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The Importance of Collection in Horse Training


Welcome to Tim Anderson Horse Training! In today’s blog post, we’re going to discuss the concept of collection, a term that often mystifies many people. We’ll break it down and explain why collection is a crucial element in horse training. So let’s dive in and unravel the mystery of collection!

Understanding Collection:

Collection is often misunderstood, but it’s actually quite simple. At its core, collection refers to the horse’s ability to engage its hindquarters, lift its back, and carry itself in a balanced and rounded manner. It involves the horse shifting its weight from the front end to the back end, which results in a stronger and more efficient way of moving.

Why Collection Matters:

To illustrate the importance of collection, let’s consider an example. Imagine you’re riding a horse, and you notice its nose is tipped out, indicating an inverted back. This hollowed-out back is weaker compared to a back that curves upward. Collection helps strengthen the horse’s back muscles, enabling it to perform various maneuvers with ease.

By achieving collection, the horse’s body is better positioned to stop on its hind end and carry the rider’s weight more effectively. Moreover, a collected horse experiences fewer injuries in the front end since it distributes more weight to the back end, where the muscles are stronger and more capable of supporting the load.

Benefits of Collection:

Proper collection has numerous benefits. It improves the horse’s overall balance and enhances its ability to perform various tasks, whether in competitive events or during leisurely trail rides. When a horse carries itself correctly and efficiently, it experiences fewer back problems, even during simple activities like trail riding. Collection also helps prevent potential issues like kissing spine disease, although more research is needed to establish a definitive connection.

Starting Collection:

Now that we understand the significance of collection, let’s briefly touch upon how to initiate it in a horse. When starting collection with a young or inexperienced horse, it’s essential to focus on building the necessary muscles gradually. Instead of applying excessive pressure or using both reins simultaneously, it’s better to start with one-sided collection.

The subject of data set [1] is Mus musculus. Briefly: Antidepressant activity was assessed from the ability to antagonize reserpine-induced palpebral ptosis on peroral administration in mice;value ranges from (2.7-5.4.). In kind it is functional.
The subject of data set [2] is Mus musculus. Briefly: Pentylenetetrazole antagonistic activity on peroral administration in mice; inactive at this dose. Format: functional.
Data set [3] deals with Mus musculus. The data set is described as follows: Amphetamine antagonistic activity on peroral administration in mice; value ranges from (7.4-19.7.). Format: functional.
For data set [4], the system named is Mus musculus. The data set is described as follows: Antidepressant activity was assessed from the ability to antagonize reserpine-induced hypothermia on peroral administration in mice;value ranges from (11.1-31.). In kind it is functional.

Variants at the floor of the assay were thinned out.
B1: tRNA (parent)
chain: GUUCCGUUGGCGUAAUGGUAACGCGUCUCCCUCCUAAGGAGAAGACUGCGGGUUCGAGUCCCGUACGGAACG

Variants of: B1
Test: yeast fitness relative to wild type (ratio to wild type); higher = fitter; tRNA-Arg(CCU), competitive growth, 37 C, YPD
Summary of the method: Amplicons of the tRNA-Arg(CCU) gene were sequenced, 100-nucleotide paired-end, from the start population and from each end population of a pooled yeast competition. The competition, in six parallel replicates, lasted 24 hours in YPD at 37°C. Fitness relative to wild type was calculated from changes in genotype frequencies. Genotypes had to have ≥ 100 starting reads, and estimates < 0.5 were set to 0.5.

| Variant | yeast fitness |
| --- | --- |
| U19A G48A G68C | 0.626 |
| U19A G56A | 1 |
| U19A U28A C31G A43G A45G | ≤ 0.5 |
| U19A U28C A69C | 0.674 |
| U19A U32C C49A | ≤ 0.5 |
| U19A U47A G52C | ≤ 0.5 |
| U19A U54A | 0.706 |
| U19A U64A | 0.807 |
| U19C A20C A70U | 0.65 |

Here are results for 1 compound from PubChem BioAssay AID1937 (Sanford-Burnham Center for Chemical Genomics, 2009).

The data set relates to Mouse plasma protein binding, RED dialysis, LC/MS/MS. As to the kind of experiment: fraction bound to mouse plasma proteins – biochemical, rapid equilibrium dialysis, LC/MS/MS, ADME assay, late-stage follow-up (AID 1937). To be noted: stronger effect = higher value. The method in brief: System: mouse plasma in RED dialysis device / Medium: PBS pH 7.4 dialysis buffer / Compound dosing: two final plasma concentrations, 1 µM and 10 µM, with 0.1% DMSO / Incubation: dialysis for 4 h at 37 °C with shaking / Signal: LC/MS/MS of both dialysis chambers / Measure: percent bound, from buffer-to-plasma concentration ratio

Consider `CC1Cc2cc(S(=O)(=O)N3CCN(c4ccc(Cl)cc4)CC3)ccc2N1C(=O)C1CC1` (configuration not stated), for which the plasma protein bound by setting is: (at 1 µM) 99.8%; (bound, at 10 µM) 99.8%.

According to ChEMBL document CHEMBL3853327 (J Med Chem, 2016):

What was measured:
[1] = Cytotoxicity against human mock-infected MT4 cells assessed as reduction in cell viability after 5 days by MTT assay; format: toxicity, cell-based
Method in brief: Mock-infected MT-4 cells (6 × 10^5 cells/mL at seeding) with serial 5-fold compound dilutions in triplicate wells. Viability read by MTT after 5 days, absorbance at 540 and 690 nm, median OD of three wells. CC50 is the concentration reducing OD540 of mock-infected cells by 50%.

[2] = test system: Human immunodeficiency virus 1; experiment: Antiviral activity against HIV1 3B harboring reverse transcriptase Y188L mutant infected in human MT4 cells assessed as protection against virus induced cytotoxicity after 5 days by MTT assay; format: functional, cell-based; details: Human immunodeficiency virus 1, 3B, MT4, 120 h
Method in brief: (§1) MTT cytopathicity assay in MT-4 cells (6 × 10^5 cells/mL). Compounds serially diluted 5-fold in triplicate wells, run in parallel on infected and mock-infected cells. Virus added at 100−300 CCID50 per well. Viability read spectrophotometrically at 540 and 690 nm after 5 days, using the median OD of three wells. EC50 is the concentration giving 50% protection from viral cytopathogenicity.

To begin, take hold of the horse’s face with the inside rein (the one on the side you want to bend), and lift that rein gently. Simultaneously, use the spur on the same side to push and lift the horse’s shoulder, shifting its weight to the hind end. This action engages the hip and encourages the horse to round its back. Remember, the use of spurs is optional, but they can provide assistance in achieving the desired response without excessive leg pressure.

As the horse is strengthening the muscles on the inside start adding the same rein and leg contact to the outside rein and leg. As the horse developes the muscles on both sides the back will lift and round and the horse will shift its weight to the back end and carry itself more correctly.


Collection is a fundamental aspect of horse training that should not be overlooked. It involves teaching the horse to engage its hindquarters, lift its back, and carry itself in a balanced and rounded manner. By achieving collection, the horse strengthens its back muscles, distributes weight more effectively, and becomes better equipped to perform various tasks with ease.

Starting collection early with a young horse helps build the necessary muscles and minimize the risk of back problems. It’s important to approach collection gradually and avoid overwhelming the horse. Remember, collection is not just about physical strength; it’s about achieving a harmonious partnership between horse and rider.


We hope this article has shed light on the concept of collection and highlighted its significance in horse training. In the video, Collection Explained, Tim is working a horse for collection and explaining what he is doing as it goes.  You can also get more horse training resources at Until next time, thank you for reading!

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